The most breathtaking mountain hikes in the UK, from Mam Tor to Ben Nevis

The best mountain hikes in the UK, from the Scottish Highlands to the Peak District

Helen Ochyra
Monday 11 May 2020 11:01 BST
Ben Nevis is the UK's highest mountain at 1,345m tall
Ben Nevis is the UK's highest mountain at 1,345m tall

On Sunday 10 May prime minister Boris Johnson eased some lockdown restrictions in an address to the nation - this included removing the once-per-day limit on exercise and saying people could now drive to other destinations.

So why not make the most of the new freedom and plan a scenic walk?

The UK may not be the world’s loftiest country, but our peaks reward those who climb them with some cracking views. Get high with our pick of the UK’s best mountain walks.

Mam Tor, Peak District, England

Length: 8 miles

Mam Tor hill near Castleton and Edale in the Peak District National Park 

Start and finish in Castleton for a crash course in Peak District geology, walking from red-brown gritstone to pale shale and limestone along the Great Ridge. Lose Hill kicks off the ridge walk, which reaches as far as Mam Tor (at 517m/1696ft) and provides views over Edale and Hope Valley, before you descend through Cave Dale for fine views of Peveril Castle.

Cheddar Gorge, Somerset, England

Length: 4 miles

As well as the incredible views, one of the oldest skeletons was found in Cheddar Gorge

Britain’s answer to the Grand Canyon, spectacular Cheddar Gorge is three miles (4.8km) long and 400ft (122m) deep. A loop walk from the National Trust information centre gets you up onto its cliffs for a view out to the Somerset levels and Bridgwater Bay as well as down into the gorge itself.

Fleetwith Pike, Lake District, England

Length: 5.5 miles

Fleetwith Pike overlooking Buttermere (iStock)

An imposing peak that broods above Buttermere, Fleetwith Pike rises from the water’s edge to a summit that provides a glorious view along a string of lakes to the sea. Loop on from here across the crags to Innominate Tarn, where Alfred Wainwright’s ashes are scattered, and Hay Stacks before scrambling down through Scarth Gap for views back to the Pike on your return to the water’s edge.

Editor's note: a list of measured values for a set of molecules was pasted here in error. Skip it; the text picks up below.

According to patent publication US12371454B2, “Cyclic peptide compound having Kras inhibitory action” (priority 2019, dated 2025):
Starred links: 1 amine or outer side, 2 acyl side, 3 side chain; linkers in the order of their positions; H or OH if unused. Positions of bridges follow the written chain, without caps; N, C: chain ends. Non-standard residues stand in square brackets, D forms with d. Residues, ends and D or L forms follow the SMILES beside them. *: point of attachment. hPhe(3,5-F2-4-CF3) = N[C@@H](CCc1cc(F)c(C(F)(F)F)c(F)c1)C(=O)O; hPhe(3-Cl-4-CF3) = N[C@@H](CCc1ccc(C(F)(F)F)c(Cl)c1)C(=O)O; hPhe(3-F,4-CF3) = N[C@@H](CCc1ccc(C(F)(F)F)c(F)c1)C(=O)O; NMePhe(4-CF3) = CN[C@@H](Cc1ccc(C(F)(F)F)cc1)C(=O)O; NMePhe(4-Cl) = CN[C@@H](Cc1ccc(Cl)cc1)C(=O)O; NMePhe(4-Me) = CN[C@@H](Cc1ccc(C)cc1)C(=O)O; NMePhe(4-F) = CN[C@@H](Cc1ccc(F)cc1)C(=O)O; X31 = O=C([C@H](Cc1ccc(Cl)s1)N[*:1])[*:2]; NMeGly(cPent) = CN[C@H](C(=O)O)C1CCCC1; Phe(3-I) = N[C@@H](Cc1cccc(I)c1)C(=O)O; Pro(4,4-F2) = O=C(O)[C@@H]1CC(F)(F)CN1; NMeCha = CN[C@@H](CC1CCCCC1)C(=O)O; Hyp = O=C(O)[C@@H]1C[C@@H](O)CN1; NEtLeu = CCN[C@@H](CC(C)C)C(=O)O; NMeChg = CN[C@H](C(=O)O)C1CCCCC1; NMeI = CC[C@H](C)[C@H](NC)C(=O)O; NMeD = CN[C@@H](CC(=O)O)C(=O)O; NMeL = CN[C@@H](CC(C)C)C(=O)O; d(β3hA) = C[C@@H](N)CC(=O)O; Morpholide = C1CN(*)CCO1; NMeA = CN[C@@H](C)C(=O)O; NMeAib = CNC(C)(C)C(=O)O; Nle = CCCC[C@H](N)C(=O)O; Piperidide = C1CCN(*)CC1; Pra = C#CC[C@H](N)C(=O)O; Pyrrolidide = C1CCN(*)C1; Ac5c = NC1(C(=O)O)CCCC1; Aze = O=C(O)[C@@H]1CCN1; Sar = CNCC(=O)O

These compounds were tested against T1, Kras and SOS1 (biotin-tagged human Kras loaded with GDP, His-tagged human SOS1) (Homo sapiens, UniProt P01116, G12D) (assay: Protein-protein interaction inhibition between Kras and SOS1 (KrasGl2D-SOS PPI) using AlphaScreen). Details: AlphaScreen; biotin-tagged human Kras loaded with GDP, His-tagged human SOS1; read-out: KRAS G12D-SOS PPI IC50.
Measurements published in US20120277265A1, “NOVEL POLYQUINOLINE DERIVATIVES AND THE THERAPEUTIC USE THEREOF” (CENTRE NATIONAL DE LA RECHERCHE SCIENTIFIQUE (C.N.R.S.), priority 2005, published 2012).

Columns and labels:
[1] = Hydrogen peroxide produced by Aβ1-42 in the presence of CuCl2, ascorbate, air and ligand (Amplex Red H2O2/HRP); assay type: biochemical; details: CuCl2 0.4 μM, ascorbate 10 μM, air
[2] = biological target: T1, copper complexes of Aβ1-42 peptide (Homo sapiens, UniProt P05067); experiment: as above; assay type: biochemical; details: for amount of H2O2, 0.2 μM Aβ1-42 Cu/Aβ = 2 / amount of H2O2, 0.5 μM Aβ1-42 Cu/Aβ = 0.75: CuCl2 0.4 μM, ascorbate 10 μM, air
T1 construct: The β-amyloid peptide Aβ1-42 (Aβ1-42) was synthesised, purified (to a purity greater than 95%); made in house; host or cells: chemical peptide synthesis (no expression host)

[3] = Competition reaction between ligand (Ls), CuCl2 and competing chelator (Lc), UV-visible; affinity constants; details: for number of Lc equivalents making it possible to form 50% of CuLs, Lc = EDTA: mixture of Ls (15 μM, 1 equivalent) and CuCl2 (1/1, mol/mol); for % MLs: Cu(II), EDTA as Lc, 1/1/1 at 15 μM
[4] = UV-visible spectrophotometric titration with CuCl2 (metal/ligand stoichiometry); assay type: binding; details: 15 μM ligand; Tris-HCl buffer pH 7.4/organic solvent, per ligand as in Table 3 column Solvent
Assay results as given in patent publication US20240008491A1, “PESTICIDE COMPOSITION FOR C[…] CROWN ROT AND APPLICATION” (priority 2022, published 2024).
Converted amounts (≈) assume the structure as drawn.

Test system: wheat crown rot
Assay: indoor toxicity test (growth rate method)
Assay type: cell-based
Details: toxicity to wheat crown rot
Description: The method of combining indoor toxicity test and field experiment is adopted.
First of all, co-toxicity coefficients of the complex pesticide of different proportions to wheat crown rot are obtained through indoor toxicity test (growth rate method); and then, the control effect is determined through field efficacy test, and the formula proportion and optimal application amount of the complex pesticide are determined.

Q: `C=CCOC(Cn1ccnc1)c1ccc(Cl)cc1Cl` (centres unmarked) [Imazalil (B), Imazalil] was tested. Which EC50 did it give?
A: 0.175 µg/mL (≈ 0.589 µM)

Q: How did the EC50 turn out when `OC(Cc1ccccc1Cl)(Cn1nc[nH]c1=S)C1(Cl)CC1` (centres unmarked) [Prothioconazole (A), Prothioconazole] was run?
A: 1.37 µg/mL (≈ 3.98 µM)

Snowdon Ranger, Wales

Length: 8 miles

The winding pathways of the Snowdon Ranger passes mountains and lakes

Of the official routes up Wales’ highest mountain, the Snowdon Ranger is one of the quieter, and is thought to be the oldest. The path is excellent and easy to follow, mostly meandering upwards, though with a couple of steeper sections, including the final ascent up steps to reach the 1,085m (3559ft) summit. You’ll enjoy wonderful mountain views all the way – and can opt for the Snowdon Mountain Railway to descend.

Slieve Donard, Mourne Mountains, Northern Ireland

Length: 5.8 miles

The Mourne Mountain range includes the highest mountain in Northern Ireland

Northern Ireland’s highest peak can be climbed from sea level, at Newcastle beach – so you’ll feel you’ve really earned the views from its 850-metre summit, across the Irish Sea to the Isle of Man and Great Britain beyond. It’s a well-defined route up, following the stone-built Mourne Wall.

Mynydd Ddu, Brecon Beacons, Wales

Length: 7.5 miles

The River Usk, which runs through the Black Mountain Area

The wildest and most westerly of the Brecon Beacons’ uplands, Mynydd Ddu, or Black Mountain, is a corker – its escarpments of striated sandstone reaching up to a wedge-shaped summit which towers above the moorland and is frequently snow-capped in winter. Loop west to east along the ridge path from the summit of Bannau Sir Gaer to Fan Brycheiniog and you’ll see the two glacial lakes of Llyn y Fan Fach and Llyn y Fan Fawr – and probably a red kite or two.

Arthur’s Seat, Edinburgh, Scotland

Length: 2.75 miles

The grassy slopes of Arthur's Seat, the highest point in Edinburgh, UK

At Edinburgh’s heart is a volcano, and an easy climb to 251m (823ft), at the summit of Arthur’s Seat. The path up is easy enough, though you may need to scramble to reach the summit. The view is out across Edinburgh, extending along the Forth to the Forth Railway Bridge, and in tourist season there’s often even a bagpiper up here.

Schiehallion, Perthshire, Scotland

Length: 6.25 miles

See miles and miles of rural Perthshire from the peaks of Schiehallion

Schiehallion is one of Scotland’s best-known and most-loved munros (mountains over 3,000ft, or 914m). It’s an easier climb than most, with a well-made path much of the way and cairns to guide you through the boulder field. The summit affords glorious views, across Rannoch Moor to Glencoe.

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Ben Nevis, near Fort William, Scotland

Length: 10.5 miles

Ben Nevis is the highest mountain in UK

Though not to be taken lightly, the climb up Britain’s highest peak is strenuous but straightforward. You’ll need hillwalking experience and the right gear, but the mountain path is decent and on a clear day easy to follow. At the summit (1345m, 4413ft) you’ll be able to see a vast swathe of the Highlands, and peer down over the sheer cliffs of the north face.

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